Motorists were again urged to drive with caution, as new dangers -- namely potholes and subsidence -- emerged on roads after the heavy snowfalls.
Melting snow and swollen rivers over the weekend left swathes of the country still counting the cost of the cold spell.
Water supply was still cut off to thousands of homes, with restrictions and low-water pressure affecting many homes in Dublin, Westmeath, Cork, Clare and Kilkenny.
While temperatures were mild today, AA Roadwatch still warned motorists to drive with care "as there has been a lot of damage on road surfaces."
There were reports of "very bad" potholes on roads like the N59 Galway/Clifden Road.
And in Wicklow, there was surface water and a lot of road damage in the Roundwood and Laragh areas, with some subsidence on secondary roads in the county, AA Roadwatch said.
It reported major road damage and subsidence in counties Cork, Monaghan, Wexford, Cavan, Meath, Kilkenny, Tipperary, Offaly and Sligo.
Flooding over the weekend led to the quays being closed in Enniscorthy, Co Wexford, and in Clonmel, Co Tipperary, while residents were evacuated from their homes in Bray, Co Wicklow, due to floods.
The Vartry river burst its banks between Ashford and Rathnew on Saturday, while the bridge over the Avoca river in Arklow was closed after the town experienced its worst flooding since Hurricane Charley in 1986.
Homes were evacuated and roads from Vale Road to Aughrim were severely damaged.
The main bridge across the Avoca in Arklow re-opened yesterday afternoon.
Iarnrod Eireann said rail services between Wicklow and Arklow on the Dublin/ Gorey/ Rosslare line have now resumed following flooding on the line.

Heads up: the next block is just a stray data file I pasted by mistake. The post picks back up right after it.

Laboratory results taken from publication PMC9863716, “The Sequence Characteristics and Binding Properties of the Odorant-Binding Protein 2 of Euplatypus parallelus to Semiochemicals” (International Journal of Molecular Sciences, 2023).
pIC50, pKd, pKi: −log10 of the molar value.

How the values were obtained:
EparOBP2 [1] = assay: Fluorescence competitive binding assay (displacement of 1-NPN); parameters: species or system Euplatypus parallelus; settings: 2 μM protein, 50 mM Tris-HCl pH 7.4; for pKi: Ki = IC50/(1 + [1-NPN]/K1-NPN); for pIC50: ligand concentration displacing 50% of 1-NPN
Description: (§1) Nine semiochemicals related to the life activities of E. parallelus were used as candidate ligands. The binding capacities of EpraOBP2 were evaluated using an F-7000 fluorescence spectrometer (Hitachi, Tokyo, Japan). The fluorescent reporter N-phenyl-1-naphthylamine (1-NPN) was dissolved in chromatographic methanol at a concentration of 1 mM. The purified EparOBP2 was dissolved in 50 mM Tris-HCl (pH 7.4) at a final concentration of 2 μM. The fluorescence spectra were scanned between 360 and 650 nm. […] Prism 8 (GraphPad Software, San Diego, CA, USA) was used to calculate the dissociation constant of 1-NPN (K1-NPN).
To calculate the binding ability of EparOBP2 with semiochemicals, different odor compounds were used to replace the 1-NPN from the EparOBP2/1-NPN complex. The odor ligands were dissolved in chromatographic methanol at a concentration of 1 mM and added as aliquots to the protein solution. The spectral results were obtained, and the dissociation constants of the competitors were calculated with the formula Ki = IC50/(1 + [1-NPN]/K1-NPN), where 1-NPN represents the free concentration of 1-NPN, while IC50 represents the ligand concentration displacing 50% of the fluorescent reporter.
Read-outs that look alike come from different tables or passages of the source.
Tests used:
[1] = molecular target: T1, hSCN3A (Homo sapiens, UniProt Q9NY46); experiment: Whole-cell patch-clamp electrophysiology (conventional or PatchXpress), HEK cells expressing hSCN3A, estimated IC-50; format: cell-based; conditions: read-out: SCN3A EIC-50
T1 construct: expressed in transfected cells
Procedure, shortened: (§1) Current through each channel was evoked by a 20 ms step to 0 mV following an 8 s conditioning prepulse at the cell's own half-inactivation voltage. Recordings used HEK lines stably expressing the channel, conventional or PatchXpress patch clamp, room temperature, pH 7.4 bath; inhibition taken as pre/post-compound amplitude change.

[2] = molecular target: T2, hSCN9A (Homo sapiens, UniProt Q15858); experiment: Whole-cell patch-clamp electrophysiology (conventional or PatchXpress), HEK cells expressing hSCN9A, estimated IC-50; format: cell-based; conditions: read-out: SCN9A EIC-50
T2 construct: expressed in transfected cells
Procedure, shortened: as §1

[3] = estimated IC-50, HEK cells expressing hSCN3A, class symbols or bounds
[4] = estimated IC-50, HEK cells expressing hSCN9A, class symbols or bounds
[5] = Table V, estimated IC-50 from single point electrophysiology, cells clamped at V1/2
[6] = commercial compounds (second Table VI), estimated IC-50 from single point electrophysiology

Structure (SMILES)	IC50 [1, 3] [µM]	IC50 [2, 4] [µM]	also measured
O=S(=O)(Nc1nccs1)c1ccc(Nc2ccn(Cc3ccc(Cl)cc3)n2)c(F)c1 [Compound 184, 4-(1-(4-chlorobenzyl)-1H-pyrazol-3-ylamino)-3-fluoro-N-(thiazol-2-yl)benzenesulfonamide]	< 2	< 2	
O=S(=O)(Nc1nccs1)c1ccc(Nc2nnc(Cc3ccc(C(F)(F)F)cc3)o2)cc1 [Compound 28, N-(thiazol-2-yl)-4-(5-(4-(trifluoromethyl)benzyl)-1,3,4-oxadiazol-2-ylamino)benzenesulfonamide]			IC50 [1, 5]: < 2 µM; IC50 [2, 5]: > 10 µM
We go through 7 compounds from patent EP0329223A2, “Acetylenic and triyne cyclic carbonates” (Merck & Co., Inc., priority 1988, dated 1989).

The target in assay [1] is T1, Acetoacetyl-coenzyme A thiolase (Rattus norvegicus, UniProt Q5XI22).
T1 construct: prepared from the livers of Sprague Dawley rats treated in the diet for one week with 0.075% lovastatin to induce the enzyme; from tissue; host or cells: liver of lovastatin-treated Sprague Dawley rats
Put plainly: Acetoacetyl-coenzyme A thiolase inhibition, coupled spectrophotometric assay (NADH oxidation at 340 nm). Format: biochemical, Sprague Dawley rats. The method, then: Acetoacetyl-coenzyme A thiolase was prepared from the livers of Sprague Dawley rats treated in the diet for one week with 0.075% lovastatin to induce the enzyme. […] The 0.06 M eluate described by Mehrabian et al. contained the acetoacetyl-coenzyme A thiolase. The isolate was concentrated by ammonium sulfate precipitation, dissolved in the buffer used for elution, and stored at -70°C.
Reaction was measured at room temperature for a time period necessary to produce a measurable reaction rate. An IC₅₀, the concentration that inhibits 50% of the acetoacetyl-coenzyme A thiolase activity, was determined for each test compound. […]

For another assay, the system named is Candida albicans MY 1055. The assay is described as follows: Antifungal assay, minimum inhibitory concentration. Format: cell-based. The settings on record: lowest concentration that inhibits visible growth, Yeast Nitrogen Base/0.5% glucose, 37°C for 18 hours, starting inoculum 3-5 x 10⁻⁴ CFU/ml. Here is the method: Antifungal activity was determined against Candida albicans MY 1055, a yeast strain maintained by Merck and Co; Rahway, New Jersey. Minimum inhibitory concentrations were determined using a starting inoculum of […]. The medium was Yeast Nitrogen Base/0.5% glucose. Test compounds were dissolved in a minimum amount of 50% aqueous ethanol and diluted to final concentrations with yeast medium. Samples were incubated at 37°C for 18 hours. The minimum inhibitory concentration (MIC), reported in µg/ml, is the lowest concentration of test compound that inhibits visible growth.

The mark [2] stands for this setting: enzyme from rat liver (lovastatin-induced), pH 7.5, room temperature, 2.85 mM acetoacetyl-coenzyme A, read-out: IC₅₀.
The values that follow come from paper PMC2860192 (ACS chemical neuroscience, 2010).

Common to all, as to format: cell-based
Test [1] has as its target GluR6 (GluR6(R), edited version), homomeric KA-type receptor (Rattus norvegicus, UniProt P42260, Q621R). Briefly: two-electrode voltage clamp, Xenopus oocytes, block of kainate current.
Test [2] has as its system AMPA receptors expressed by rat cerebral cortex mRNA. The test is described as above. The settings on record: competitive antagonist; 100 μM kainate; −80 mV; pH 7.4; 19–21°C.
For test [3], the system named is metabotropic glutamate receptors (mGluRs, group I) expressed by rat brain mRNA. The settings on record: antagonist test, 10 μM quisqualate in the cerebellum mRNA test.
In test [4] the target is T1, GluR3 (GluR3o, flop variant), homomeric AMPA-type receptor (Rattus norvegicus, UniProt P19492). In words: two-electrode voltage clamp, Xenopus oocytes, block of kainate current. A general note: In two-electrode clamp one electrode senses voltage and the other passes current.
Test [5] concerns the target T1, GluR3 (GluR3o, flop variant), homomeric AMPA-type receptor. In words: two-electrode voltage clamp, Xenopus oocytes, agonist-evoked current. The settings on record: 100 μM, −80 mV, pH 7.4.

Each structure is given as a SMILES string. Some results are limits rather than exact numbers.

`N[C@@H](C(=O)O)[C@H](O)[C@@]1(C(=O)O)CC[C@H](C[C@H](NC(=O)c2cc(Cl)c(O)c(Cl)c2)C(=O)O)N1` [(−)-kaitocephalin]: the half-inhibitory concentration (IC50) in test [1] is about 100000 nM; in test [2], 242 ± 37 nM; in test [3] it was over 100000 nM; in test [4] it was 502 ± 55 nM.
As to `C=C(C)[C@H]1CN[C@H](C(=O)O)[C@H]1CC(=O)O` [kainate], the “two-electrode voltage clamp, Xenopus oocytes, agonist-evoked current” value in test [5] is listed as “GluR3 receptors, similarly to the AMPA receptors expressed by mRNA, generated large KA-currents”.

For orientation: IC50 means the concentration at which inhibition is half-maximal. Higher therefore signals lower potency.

Arklow Councillor Pat Fitzgerald (FF) said that sections of rural roads had been swept away by the floods, and the council would be carrying out a detailed assessment of the damage.
"The cost of repairing the damage will run to millions of euro," he claimed.
Bus Eireann said normal services in the town had resumed following the re-opening of the bridge in Arklow.
A number of residents were forced to leave their homes, but Wicklow County Council engineers yesterday passed the Nineteen Arches bridge as safe after a structural examination.
Meanwhile, thousands of households in Dublin, Meath and Westmeath were still without running water a week after the snow and ice started to melt.
Dublin City Council urged people in the city not to use water to wash cars, paths or for any non-essential use due to the severe shortage of water.
The prolonged freeze caused a dramatic increase in broken water mains and crews are struggling to fix the pipes.
The city council said that in those areas in which water supply has been restored, "it can take a number of hours to distribute water back into the network and reach sufficient water-pressure levels".
Tankers were still distributing water to areas of Dublin and the council said such water should be boiled before use for drinking or cooking purposes.
Meanwhile, farmers have demanded a radical change in the country's flood-management system at a public forum in Ballinasloe.
IFA president John Bryan said it was time for control of the largest waterway in the country, the Shannon, to be vested in a single body.
"The plethora of agencies involved in waterways policy has contributed to the flooding problems," he said.
Met Eireann said the weather will remain changeable and unsettled for the rest of the week and over the coming weekend, but it will not be exceptionally cold at any stage.